One-Minute Book Reviews

April 10, 2008

Winston Churchill’s Writing Secret

Filed under: Quotes of the Day — 1minutebookreviewswordpresscom @ 11:31 am
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Did Winston Churchill ever utter a line as bad as George Bush’s, “I know how hard it is to put food on your family”? Doesn’t seem likely, does it?

Unlike the many statesmen who have won the Nobel Peace Prize, Churchill won the Nobel Prize in literature nobelprize.org/nobel_prizes/literature/laureates/1953/churchill-bio.html. And even critics of his policies tend to admit that he wrote some of the greatest speeches of the 20th century. What was his secret? Part of it lies this comment, in which he summed up his approach to writing:

“Broadly speaking, short words are the best, and the old words, when short, are the best of all.”

Winston Churchill as quoted in The Metropolitan Museum of Art Writer’s Block Journal (Metropolitan Museum of Art, 2007).

Comment by Jan:
The best book I’ve read about Churchill is the first volume in William Manchester’s unfinished “Last Lion” series, The Last Lion: Winston Spencer Churchill: Visions of Glory, 1874–1932 (Delta, 1984), which has 992 pages in its current American paperback edition. A good, shorter introduction to the life of Britain’s wartime prime minister is Winston Churchill / A Penguin Life: Penguin Lives Series (Viking, 2002) by the distinguished military historian John Keegan.

(c) 2008 Janice Harayda. All rights reserved.

December 7, 2007

Remembering Pearl Harbor in Books, Movies and Music

The day that Franklin D. Roosevelt called “a date which will live in infamy” also lives in libraries, bookstores and on the Web

By Janice Harayda

The English language goes down with the USS Arizona in Newt Gingrich and William R. Forstchen’s Pearl Harbor: A Novel of December 8th (St. Martin’s/Thomas Dunne, $25.95), a novel that offers a Japanese view of (and an alternate ending to) the attack that brought the U.S. into World War II. So if you’re interested in this one, you may want to head for the library or wait for the paperback due out on April 15.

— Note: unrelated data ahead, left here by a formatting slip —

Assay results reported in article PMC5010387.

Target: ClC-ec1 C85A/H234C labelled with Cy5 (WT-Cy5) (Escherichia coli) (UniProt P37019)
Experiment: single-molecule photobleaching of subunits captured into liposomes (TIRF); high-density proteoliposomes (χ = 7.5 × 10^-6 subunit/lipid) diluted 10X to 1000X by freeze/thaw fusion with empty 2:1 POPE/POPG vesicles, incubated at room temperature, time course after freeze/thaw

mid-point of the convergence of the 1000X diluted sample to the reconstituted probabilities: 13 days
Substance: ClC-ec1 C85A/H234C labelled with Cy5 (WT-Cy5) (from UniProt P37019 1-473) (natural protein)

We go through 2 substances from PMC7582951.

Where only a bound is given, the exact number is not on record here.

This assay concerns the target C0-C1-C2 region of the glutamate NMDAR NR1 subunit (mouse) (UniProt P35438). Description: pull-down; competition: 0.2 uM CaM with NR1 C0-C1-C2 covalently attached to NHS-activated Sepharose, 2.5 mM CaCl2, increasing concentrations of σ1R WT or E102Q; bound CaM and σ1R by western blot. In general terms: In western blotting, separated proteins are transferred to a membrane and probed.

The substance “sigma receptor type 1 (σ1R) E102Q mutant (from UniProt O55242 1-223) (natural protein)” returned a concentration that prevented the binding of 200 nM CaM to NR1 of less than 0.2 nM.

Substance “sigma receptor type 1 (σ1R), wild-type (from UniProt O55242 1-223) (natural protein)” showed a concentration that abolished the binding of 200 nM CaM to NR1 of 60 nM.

I haven’t read the classic Pearl Harbor novel, James Jones’s From Here to Eternity, but it’s been praised by tough critics, including Joan Didion (and I enjoyed Frank Sinatra’a Academy Award-winning performance in the movie version, which also won the Oscar for “Best Picture”). Jones saw the attack on Pearl Harbor while serving as an infantryman in Hawaii and drew on his war experiences in the book.

The most memorable quote I’ve read about the attack came from Winston Churchill, who said that after the bombing, he “slept like a baby” for the first time in months because he knew that U.S. had entered the war at last. Alas, I’ve read so many biographies of Churchill that I can’t remember where it appeared. But a related quote appears Winston Churchill: Penguin Lives Series (Penguin, $19.95), a good short life of Britian’s wartime prime minister by John Keegan, the distinguished military historian. Keegan quotes Churchill as saying after Pearl Harbor, “So we had won after all!”

To listen to the Navy Hymn played at the funerals of the sailors who died at Pearl Harbor (and also at that of FDR), click here www.cyberhymnal.org/htm/e/t/eternalf.htm. Put on your headphones if you’re in a library, because you’ll hear the music as soon as you click.

Other links: To read the review of Pearl Harbor posted on this site on July 30, 2007, click here www.oneminutebookreviews.wordpress.com/2007/07/30/. You’ll find praise for Gingrich’s novel on the publisher’s site www.thomasdunnebooks.com. You can read about James Jones at www.en.wikipedia.org/wiki/James_Jones and about From Here to Eternity at www.en.wikipedia.org/wiki/From_Here_to_Eternity. You can learn about the movie version of Jones’s novel and watch the trailer at the Internet Movie Database (IMDb) at www.imdb.com/title/tt0045793/. And there’s more on Keegan’s life of Churchill at http://us.penguingroup.com/nf/Theme/ThemePage/0,,634125,00.html

(c) 2007 Janice Harayda. All rights reserved.

www.janiceharayda.com

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